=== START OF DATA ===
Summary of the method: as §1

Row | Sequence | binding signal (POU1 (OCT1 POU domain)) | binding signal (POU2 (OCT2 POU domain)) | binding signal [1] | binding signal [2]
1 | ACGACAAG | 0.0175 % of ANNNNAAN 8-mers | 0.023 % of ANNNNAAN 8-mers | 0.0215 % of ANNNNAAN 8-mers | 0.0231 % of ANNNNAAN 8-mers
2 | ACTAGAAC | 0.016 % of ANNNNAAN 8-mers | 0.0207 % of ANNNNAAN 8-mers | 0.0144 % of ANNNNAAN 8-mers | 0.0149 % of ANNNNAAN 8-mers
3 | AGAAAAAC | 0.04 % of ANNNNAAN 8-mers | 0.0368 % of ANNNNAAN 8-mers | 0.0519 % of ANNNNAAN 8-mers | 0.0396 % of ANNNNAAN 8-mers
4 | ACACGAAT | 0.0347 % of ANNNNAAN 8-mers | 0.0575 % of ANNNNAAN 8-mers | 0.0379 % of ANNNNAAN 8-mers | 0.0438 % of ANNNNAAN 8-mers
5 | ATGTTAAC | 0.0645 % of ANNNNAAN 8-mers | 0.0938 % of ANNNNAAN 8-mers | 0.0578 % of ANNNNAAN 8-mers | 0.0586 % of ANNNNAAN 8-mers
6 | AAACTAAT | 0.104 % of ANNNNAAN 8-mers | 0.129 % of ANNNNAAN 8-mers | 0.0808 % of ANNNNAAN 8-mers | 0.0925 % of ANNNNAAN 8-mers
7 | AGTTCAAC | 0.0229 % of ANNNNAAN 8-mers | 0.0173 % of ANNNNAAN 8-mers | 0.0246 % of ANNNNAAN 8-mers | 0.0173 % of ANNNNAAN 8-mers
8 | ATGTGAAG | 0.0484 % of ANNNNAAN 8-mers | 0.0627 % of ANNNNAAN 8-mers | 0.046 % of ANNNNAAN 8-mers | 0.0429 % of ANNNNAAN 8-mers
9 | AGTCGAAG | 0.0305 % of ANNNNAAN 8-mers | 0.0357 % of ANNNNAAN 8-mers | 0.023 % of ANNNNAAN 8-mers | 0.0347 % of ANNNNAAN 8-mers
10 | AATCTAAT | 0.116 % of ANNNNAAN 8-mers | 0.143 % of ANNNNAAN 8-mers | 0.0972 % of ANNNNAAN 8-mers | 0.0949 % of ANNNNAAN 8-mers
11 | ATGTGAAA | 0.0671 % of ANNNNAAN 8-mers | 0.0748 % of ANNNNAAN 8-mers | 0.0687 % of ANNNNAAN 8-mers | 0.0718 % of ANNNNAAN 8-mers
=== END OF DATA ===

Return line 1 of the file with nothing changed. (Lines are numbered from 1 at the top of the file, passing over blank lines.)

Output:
Summary of the method: as §1